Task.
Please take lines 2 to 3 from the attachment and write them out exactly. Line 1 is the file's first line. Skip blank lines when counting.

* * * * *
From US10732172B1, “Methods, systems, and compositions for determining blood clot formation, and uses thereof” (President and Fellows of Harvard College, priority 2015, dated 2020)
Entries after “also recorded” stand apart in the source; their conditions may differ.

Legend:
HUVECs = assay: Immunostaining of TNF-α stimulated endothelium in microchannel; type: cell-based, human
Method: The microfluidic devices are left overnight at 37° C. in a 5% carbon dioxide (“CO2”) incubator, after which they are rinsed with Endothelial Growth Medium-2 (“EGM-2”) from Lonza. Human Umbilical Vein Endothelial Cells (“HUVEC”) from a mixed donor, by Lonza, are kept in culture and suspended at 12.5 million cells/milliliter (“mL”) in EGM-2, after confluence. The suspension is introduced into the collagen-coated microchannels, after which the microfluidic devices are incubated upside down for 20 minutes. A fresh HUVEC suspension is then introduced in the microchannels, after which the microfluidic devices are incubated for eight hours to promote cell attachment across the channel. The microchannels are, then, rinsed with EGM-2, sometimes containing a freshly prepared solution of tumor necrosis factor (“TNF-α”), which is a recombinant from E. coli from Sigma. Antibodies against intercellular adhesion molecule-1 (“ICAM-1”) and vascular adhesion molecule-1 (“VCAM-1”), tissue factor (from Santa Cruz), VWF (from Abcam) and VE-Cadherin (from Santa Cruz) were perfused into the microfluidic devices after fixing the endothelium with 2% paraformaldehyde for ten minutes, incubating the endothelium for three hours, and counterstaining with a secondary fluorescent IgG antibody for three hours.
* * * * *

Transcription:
Entries after “also recorded” stand apart in the source; their conditions may differ.

Legend: